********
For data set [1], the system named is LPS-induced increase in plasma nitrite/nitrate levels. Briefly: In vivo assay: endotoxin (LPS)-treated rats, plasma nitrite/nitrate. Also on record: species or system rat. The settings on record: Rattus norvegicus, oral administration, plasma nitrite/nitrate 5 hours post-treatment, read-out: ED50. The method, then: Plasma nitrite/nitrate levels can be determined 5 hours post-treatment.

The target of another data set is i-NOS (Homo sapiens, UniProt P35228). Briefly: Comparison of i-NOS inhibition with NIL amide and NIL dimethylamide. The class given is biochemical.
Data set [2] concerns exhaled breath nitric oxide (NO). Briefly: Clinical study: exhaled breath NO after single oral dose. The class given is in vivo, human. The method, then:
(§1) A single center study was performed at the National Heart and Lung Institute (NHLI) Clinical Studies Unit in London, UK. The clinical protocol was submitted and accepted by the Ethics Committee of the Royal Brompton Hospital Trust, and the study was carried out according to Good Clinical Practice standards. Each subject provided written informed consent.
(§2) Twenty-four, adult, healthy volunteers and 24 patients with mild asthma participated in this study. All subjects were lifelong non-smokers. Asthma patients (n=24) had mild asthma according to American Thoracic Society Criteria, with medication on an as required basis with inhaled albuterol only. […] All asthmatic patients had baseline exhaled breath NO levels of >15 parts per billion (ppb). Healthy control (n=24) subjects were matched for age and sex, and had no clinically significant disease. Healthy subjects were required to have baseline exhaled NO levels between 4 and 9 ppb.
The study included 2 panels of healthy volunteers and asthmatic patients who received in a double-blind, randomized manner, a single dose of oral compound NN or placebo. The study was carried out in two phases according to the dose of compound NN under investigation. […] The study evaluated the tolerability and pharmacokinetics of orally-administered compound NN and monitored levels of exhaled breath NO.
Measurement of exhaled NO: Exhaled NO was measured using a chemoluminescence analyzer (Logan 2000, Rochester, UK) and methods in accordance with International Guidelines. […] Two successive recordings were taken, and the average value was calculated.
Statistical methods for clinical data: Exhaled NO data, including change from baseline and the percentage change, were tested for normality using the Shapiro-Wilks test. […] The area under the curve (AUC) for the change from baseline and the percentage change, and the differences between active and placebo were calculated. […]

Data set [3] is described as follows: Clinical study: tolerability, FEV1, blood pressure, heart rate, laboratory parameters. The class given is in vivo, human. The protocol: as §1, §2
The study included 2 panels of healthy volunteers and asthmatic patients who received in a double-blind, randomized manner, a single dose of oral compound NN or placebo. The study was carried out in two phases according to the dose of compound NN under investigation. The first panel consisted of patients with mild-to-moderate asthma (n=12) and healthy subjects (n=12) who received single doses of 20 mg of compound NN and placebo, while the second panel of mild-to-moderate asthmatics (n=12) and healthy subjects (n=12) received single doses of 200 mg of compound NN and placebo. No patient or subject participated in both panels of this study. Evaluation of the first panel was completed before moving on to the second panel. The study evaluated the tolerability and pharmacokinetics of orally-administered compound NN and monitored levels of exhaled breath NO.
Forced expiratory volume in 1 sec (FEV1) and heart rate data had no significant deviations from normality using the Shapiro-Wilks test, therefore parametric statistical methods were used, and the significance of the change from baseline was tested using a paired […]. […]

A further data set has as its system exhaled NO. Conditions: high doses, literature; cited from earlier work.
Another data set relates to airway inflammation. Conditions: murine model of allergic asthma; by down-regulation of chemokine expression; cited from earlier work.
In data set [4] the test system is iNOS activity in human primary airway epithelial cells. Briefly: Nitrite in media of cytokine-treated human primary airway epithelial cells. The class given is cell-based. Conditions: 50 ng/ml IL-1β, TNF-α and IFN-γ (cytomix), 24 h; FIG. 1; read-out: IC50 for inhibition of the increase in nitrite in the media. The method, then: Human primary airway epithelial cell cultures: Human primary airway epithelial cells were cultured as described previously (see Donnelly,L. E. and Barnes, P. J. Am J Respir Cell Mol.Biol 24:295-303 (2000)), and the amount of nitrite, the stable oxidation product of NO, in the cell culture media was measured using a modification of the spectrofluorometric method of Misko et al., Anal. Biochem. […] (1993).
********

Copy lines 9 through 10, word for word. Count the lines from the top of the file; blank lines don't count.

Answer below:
Data set [3] is described as follows: Clinical study: tolerability, FEV1, blood pressure, heart rate, laboratory parameters. The class given is in vivo, human. The protocol: as §1, §2
The study included 2 panels of healthy volunteers and asthmatic patients who received in a double-blind, randomized manner, a single dose of oral compound NN or placebo. The study was carried out in two phases according to the dose of compound NN under investigation. The first panel consisted of patients with mild-to-moderate asthma (n=12) and healthy subjects (n=12) who received single doses of 20 mg of compound NN and placebo, while the second panel of mild-to-moderate asthmatics (n=12) and healthy subjects (n=12) received single doses of 200 mg of compound NN and placebo. No patient or subject participated in both panels of this study. Evaluation of the first panel was completed before moving on to the second panel. The study evaluated the tolerability and pharmacokinetics of orally-administered compound NN and monitored levels of exhaled breath NO.